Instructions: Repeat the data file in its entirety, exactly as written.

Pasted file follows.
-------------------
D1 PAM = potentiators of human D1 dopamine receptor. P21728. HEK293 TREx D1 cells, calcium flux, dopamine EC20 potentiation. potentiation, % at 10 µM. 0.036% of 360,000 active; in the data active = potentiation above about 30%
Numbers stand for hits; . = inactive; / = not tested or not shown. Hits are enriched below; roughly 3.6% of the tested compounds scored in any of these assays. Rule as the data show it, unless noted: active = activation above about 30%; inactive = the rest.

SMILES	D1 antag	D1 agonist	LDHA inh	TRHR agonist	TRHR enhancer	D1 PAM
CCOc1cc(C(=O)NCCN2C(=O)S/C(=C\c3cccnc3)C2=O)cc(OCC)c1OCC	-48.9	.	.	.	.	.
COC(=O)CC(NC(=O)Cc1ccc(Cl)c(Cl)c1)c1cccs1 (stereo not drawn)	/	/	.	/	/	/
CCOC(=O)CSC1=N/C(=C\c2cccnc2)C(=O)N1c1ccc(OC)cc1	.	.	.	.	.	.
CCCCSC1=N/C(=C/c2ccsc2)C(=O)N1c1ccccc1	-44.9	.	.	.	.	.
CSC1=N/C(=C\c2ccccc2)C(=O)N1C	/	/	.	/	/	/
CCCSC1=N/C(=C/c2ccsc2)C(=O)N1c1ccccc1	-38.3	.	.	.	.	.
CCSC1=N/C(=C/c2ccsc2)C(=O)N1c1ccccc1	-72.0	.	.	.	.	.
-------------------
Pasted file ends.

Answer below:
D1 PAM = potentiators of human D1 dopamine receptor. P21728. HEK293 TREx D1 cells, calcium flux, dopamine EC20 potentiation. potentiation, % at 10 µM. 0.036% of 360,000 active; in the data active = potentiation above about 30%
Numbers stand for hits; . = inactive; / = not tested or not shown. Hits are enriched below; roughly 3.6% of the tested compounds scored in any of these assays. Rule as the data show it, unless noted: active = activation above about 30%; inactive = the rest.

SMILES	D1 antag	D1 agonist	LDHA inh	TRHR agonist	TRHR enhancer	D1 PAM
CCOc1cc(C(=O)NCCN2C(=O)S/C(=C\c3cccnc3)C2=O)cc(OCC)c1OCC	-48.9	.	.	.	.	.
COC(=O)CC(NC(=O)Cc1ccc(Cl)c(Cl)c1)c1cccs1 (stereo not drawn)	/	/	.	/	/	/
CCOC(=O)CSC1=N/C(=C\c2cccnc2)C(=O)N1c1ccc(OC)cc1	.	.	.	.	.	.
CCCCSC1=N/C(=C/c2ccsc2)C(=O)N1c1ccccc1	-44.9	.	.	.	.	.
CSC1=N/C(=C\c2ccccc2)C(=O)N1C	/	/	.	/	/	/
CCCSC1=N/C(=C/c2ccsc2)C(=O)N1c1ccccc1	-38.3	.	.	.	.	.
CCSC1=N/C(=C/c2ccsc2)C(=O)N1c1ccccc1	-72.0	.	.	.	.	.